Of Druid stones, upon a forlorn moor,
When the chill rain begins at shut of eve,
In dull November, and their chancel vault,
The Heaven itself, is blinded throughout night.
Each one kept shroud, nor to his neighbour gave
Or word, or look, or action of despair.
Creus was one; his ponderous iron mace
Lay by him, and a shatter'd rib of rock
Told of his rage, ere he thus sank an...Read More

by Gibran, Kahlil
...well of poisoned water; the desperation of old age! 

I was still wandering in the vast desert of contemplation when a forlorn and specter-like couple passed by me and sat on the grass; a young man and a young woman who had left their farming shacks in the nearby fields for this cool and solitary place. 

After a few moments of complete silence, I heard the following words uttered with sighs from weather-bitten lips, "Shed not tears, my beloved; love that opens our eyes ...Read More

by Dyke, Henry Van
...ced with pain and bitter-sweet delight,
She knew her Love and saw her Lord depart,
Then breathed her wonder and her woe forlorn
Into a single cry, and thou wast born?
Thou flower of rapture and thou fruit of grief;
Invisible enchantress of the heart;
Mistress of charms that bring relief
To sorrow, and to joy impart
A heavenly tone that keeps it undefiled,--
Thou art the child
Of Amor, and by right divine
A throne of love is thine,
Thou flower-folded, golden-girdled, star-crow...Read More

by Keats, John
...n corn; 
The same that ofttimes hath 
Charm'd magic casements, opening on the foam 
Of perilous seas, in faery lands forlorn. 70 

Forlorn! the very word is like a bell 
To toll me back from thee to my sole self!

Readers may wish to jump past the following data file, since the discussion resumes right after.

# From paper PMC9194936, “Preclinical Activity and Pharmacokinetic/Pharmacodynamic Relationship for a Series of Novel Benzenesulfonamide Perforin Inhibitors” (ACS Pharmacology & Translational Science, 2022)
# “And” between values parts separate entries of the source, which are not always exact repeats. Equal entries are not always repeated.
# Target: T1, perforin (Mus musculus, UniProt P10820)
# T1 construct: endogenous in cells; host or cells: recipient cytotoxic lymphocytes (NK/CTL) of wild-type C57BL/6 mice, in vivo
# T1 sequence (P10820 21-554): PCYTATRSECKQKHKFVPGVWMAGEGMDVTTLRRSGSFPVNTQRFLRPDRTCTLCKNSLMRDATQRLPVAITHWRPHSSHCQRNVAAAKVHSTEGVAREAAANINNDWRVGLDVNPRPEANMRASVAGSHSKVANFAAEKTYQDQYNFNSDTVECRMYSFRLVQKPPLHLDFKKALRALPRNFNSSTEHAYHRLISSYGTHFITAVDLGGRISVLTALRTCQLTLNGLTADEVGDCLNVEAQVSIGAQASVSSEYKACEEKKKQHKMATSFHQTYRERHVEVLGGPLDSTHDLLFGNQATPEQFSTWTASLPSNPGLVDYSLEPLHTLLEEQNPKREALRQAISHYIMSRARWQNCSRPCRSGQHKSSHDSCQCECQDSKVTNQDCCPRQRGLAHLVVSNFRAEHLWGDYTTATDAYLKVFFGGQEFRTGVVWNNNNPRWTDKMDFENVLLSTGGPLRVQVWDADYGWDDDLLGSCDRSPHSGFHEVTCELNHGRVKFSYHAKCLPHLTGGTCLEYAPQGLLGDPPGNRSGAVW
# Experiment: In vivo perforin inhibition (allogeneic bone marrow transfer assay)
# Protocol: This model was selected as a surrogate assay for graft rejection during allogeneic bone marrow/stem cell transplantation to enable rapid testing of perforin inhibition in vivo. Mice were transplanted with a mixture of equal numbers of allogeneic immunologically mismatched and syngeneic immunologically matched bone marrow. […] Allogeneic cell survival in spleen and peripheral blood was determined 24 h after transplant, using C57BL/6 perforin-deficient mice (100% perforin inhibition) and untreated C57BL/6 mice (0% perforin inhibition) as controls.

Adieu! the fancy cannot cheat so well 
As she is famed to do, deceiving elf. 
Adieu! adieu! thy plaintive anthem fades 75 
Past the near meadows, over the still stream, 
Up the hill-side; and now 'tis buried deep 
In the next valley-glades: 
Was...Read More

by Milton, John
Let us not slip th' occasion, whether scorn 
Or satiate fury yield it from our Foe. 
Seest thou yon dreary plain, forlorn and wild, 
The seat of desolation, void of light, 
Save what the glimmering of these livid flames 
Casts pale and dreadful? Thither let us tend 
From off the tossing of these fiery waves; 
There rest, if any rest can harbour there; 
And, re-assembling our afflicted powers, 
Consult how we may henceforth most offend 
Our enemy, our own loss how repair...Read More

by Milton, John
...the water flies 
All taste of living wight, as once it fled 
The lip of Tantalus. Thus roving on 
In confused march forlorn, th' adventurous bands, 
With shuddering horror pale, and eyes aghast, 
Viewed first their lamentable lot, and found 
No rest. Through many a dark and dreary vale 
They passed, and many a region dolorous, 
O'er many a frozen, many a fiery alp, 
Rocks, caves, lakes, fens, bogs, dens, and shades of death-- 
A universe of death, which God by curse 
...Read More

by Milton, John
Ill fenced for Heaven to keep out such a foe 
As now is entered; yet no purposed foe 
To you, whom I could pity thus forlorn, 
Though I unpitied: League with you I seek, 
And mutual amity, so strait, so close, 
That I with you must dwell, or you with me 
Henceforth; my dwelling haply may not please, 
Like this fair Paradise, your sense; yet such 
Accept your Maker's work; he gave it me, 
Which I as freely give: Hell shall unfold, 
To entertain you two, her widest gates, 
A...Read More

by Milton, John